THE MASH

A toast to the best things in life. Bourbon included.
One Family, Two Mashbills, Three Unique Bourbons
One Family, Two Mashbills, Three Unique Bourbons

Making bourbon is a complex process, and a lot goes into crafting your favorite dram. One of the most distinctive factors that separate one bourbon from another is the mashbill, which is essentially the specific combination of ingredients that goes into each barrel before it’s stored. 

However, multiple mashbills can serve as the base for a bourbon family with a variety of finished bourbons. If you’re wondering how this is possible, you’re not alone.

Here at Daviess County, we love teaching people about all things spirits (especially whiskey blending!), because understanding the science behind your favorite libations can help you enjoy them even more. If you’re a whiskey lover who wants to learn more, read on to discover how mashbills are used to create multiple bourbons all within the same brand family:

What is a Mashbill? 

The word ‘mash’ refers to the grains that serve as the raw materials for making whiskey. The word ‘mashbill’ refers to the mix of grains that are used in the distillation process. 

  

Although different producers use their own unique blend of grains, there are certain specifications that determine how each spirit can be labeled and sold. For example, in order for a whiskey to be considered bourbon, the mashbill must contain at least 51% corn (among other rules).  

  

The ratio of the other ingredients in the mashbill is important for the overall flavor of the bourbon. Each type of grain adds different characteristics: 

  

Wheat — Wheat adds softness and smoothness, along with honey flavors and nutty notes. Bourbons with a high percentage of wheat tend to be sweet and easy drinking. 

Corn — Since corn has to make up the majority of the mashbill in bourbon, it’s an important flavor component. Corn adds buttery, sweet notes that help define bourbon’s overall taste.    

Rye — Rye adds definitive peppery, spicy notes that also contain hints of cinnamon and chocolate. Bourbons with a higher percentage of rye in the mashbill will have a more noticeable ‘bite’. 

  

The raw ingredients in the mashbill are ground into a powder and then ‘cooked’ in hot water. The sugars and starches get extracted during the heating process, and then yeast is added. 

At Lux Row Distillers there are two mashbills our bourbons are made from–one wheated and one ryed. Daviess County Bourbon and its variants are a tasty blend of both.

Not every distillery shares its mashbill, but we do. Our wheated mashbill is 68% corn, 20% wheat, and 12% malted barley. Our ryed mashbill is made with 78% corn, 10% rye, and 12% malted barley.  

Now that you have a better understanding of mashbills, let’s find out how different bourbons, in the same family, can be crafted with our wheated and ryed mashbill. 

  

The Difference is in the Barrels (and aging of course) 

Just like with the mashbill, there are certain guidelines regarding aging that determine whether or not something is considered bourbon. All bourbon must be aged in a brand new American White Oak barrel. However, after this requirement has been met, producers are free to ‘finish’ their bourbon in other barrels—which plays a huge role in the outcome of the final product. 

  

These barrels are often called ‘casks’ and producers carefully select specific ones to impart certain flavors. They do this often by selecting barrels that were previously used to age other spirits such as rum, wine, port, etc. Or if there is another specific flavor they want, they may choose another type of wood barrel to finish the bourbon in. Like we do for our French Oak Finish.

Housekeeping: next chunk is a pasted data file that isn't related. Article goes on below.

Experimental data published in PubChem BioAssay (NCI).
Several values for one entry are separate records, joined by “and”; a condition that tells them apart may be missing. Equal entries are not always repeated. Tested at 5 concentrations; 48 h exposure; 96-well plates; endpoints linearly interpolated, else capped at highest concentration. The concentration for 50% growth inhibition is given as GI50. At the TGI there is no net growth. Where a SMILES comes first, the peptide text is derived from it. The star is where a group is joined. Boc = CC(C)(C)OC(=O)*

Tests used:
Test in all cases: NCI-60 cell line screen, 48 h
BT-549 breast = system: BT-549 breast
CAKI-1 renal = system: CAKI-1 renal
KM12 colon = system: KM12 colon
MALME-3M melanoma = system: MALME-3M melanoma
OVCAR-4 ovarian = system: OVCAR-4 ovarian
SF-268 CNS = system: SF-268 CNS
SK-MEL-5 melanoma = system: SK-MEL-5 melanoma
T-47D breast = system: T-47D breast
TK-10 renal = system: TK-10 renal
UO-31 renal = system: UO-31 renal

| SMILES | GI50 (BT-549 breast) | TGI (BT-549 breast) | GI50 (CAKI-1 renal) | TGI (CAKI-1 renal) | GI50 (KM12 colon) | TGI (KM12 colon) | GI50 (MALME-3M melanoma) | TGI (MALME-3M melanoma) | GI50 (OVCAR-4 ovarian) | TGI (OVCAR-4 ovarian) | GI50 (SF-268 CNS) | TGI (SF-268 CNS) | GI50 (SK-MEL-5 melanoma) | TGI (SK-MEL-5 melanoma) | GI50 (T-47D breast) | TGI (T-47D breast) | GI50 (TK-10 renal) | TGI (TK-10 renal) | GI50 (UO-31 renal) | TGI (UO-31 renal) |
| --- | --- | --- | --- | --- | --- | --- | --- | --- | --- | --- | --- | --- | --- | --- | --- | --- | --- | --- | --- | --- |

Learn more about Daviess County finishing barrels. 

  

When bourbons are aged in other barrels, they take on the flavors of the wood, as well as the notes of whatever spirit they were formerly used for. This is how it’s possible for bourbon with the exact same mix of ingredients to taste completely different. 

  

The amount of time the bourbon is left to age in these barrels is another contributing factor. As the juice ages in the barrel, it takes on more of the barrel’s flavor and loses some of its proof.    

Daviess County Bourbon: 3 Variants from Two Mashbills 

Daviess County Bourbon has several variants that perfectly demonstrate how the two mashbills from Lux Row Distillers can be used to craft multiple bourbons. At Daviess County, the signature base blend is composed of a unique combination of our wheated and ryed mashbills. Then, each variant is finished in casks to create different options for bourbon lovers. 

  

Kentucky Straight Bourbon Whiskey This classic Kentucky bourbon has notes of oak, caramel, and graham cracker on the palate, with honey and vanilla on the nose. 

Cabernet Sauvignon Finish — Finished for six months in Napa Valley Cabernet Sauvignon barrels, this variant is deliciously complex. It has a smooth mouthfeel with notes of fruit and oak, as well as a long, warm finish. 

French Oak Finish — This variant spends six months aging in French Oak barrels which gives it a unique, oaky spice. The oak barrels give this bourbon distinct woody characteristics along with hints of chocolate. 

  

Taste the Difference 

While learning about what makes different bourbons unique in theory is great, the best way to learn is in practice—and by practice, we mean drinking! Tasting several variants of Daviess County Bourbon side-by-side is an excellent (and delicious!) way to taste how the finishing process impacts the flavor of bourbon. 

 

If you want to learn how to do a proper bourbon tasting, we can teach you with this blog post! 

  

Pick up a few bottles today or schedule a tour to learn more at the Daviess County Bourbon at Lux Row Distillers.  

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